The food pantry was all about food and money.  The sex part was limited, but still there.  Sex happened in the pantry hallway line when a shopper suffering with mental illness, a handsome young man who lived in another world, masturbated in the food line.

Our attitudes, opinions, feelings about feeding hungry people are or are not based on facts, statistics, or reality.  Nor will facts, statistics, information, change  attitudes.

Finally, we all have beliefs about who it’s okay to feed and who it’s not okay to feed.  My beliefs are based on life experiences, facts, statistics.  Their beliefs are based on the same.  I may have taken classes, gone to therapy.  And, they may have also.

Their reality about what is okay and my reality about what is okay differ.

In the food pantry hallway, we all looked at the same people and saw different things.  This situation is proof positive we each create our own reality about hungry people.  Nothing changes either reality.  We each see hungry people through lenses shaped by separate life experiences.  Hungry people don’t live in two realities.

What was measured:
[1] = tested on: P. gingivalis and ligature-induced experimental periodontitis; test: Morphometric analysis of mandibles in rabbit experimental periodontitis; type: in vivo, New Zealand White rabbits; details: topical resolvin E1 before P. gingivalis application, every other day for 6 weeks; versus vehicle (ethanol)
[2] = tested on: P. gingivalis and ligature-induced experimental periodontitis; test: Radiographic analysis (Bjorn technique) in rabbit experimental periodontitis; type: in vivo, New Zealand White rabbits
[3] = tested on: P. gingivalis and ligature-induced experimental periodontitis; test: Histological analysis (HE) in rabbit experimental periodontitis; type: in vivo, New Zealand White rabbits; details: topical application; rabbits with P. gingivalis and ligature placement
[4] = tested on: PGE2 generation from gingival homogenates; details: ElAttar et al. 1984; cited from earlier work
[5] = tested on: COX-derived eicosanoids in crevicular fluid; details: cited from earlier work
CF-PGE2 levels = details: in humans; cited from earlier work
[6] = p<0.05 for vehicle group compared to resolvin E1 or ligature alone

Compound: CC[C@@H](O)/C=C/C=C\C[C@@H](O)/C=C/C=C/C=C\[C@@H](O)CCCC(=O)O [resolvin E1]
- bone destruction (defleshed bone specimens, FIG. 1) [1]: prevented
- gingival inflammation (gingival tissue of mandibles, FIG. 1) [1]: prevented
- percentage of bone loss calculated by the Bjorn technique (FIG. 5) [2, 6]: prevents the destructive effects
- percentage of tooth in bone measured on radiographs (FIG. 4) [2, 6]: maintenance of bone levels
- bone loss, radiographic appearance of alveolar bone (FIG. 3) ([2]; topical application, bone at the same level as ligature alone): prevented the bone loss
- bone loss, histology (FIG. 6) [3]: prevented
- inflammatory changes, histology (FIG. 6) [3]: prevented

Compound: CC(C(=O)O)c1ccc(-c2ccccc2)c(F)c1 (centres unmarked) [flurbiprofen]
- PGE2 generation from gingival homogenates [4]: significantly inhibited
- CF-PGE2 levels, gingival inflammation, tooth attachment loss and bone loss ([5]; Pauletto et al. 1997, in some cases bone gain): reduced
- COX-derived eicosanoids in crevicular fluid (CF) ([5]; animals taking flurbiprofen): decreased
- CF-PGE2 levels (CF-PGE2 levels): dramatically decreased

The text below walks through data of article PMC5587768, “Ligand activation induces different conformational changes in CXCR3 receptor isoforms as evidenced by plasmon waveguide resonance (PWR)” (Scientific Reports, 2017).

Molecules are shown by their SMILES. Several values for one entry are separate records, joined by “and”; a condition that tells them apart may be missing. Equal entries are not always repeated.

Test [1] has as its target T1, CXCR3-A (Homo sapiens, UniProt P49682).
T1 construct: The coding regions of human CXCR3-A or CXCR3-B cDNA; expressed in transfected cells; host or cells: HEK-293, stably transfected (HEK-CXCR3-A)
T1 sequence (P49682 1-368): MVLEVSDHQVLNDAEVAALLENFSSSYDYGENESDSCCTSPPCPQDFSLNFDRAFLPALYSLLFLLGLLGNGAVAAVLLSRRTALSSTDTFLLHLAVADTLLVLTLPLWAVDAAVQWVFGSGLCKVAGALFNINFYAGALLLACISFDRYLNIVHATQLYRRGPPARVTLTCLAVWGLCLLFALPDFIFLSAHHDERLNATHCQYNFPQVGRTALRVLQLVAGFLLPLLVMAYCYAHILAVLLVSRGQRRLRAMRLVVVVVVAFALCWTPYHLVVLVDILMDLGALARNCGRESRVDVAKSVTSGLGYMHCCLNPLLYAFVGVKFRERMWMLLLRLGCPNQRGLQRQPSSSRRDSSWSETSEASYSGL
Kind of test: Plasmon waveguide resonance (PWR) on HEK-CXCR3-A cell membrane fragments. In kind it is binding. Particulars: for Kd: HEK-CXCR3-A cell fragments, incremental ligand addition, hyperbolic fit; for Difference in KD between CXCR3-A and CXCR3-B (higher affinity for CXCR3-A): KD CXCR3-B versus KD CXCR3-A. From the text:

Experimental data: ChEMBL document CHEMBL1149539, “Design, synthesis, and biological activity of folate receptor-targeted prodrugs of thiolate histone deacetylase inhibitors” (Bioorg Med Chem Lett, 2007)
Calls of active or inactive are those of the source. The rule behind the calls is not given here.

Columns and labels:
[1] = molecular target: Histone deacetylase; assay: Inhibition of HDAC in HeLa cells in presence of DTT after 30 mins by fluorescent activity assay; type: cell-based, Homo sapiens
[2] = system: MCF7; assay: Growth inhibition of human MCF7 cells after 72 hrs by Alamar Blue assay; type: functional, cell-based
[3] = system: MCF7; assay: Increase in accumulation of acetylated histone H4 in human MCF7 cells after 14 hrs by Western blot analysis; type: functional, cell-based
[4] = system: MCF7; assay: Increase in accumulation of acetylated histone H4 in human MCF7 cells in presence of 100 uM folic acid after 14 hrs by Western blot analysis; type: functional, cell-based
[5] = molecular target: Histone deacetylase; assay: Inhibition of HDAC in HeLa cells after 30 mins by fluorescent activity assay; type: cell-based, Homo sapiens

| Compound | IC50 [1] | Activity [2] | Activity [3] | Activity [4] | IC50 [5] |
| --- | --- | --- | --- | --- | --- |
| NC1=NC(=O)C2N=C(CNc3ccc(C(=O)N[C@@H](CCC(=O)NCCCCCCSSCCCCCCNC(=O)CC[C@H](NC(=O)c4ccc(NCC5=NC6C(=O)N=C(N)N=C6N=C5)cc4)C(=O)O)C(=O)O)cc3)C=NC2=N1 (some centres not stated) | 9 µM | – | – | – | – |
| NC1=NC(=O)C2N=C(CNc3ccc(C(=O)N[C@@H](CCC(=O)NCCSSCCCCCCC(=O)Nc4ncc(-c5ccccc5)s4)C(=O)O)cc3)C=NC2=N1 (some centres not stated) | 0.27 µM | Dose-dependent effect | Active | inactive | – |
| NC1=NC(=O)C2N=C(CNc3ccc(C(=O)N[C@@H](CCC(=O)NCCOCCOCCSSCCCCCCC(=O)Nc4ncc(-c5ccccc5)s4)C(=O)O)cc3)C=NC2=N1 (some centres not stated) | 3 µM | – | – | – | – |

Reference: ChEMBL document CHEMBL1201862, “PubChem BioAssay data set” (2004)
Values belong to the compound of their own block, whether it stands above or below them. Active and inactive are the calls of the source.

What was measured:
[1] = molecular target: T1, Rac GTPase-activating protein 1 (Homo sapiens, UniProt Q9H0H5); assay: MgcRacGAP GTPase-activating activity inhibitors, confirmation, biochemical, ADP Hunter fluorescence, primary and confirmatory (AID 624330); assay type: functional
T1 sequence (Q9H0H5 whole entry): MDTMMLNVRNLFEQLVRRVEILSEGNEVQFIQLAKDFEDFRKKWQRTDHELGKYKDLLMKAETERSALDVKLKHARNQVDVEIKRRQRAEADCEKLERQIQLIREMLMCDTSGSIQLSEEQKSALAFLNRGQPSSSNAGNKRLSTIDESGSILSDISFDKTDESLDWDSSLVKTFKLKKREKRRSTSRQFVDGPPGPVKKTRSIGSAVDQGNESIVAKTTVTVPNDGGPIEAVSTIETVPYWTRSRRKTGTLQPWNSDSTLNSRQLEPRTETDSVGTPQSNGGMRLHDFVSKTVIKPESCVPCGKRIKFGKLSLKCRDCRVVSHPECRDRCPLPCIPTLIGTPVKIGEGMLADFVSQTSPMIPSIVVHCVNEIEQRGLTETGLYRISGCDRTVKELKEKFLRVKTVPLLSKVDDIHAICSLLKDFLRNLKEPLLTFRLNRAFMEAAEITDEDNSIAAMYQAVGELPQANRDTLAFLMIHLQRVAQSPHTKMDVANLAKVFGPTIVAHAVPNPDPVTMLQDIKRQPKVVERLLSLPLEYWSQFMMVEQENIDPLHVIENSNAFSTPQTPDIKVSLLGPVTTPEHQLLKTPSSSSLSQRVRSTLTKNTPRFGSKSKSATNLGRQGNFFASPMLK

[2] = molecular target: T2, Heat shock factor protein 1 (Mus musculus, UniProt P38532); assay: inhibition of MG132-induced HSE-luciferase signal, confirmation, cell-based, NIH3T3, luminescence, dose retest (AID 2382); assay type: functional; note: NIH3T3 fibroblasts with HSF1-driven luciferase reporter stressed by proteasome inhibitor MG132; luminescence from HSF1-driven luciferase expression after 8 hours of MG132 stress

As the lines got longer, we looked at people in the line.  I saw hungry people and they didn’t.  I interacted with people weekly who dumpster-dived to feed themselves as well as their children, parents, housemates.  Occasionally I read articles about the ethics of dumpster diving.  I didn’t think we could explore the ethics of allowing people go hungry because they couldn’t make enough money at their jobs to buy the food they needed to live and work.

People coming to a food pantry can take a three-day-supply of food home each week.  The other four days, they’re on their own.  That means they can buy more food if they have a SNAP card and if they can get to a store selling food.  If they don’t have the money or a SNAP card, they get creative or go hungry.  This involves panhandleing, borrowing money or food from friends, relatives, neighbors.  They can steal, dumpster-dive, drop in at someone’s house at mealtime, and skip meals.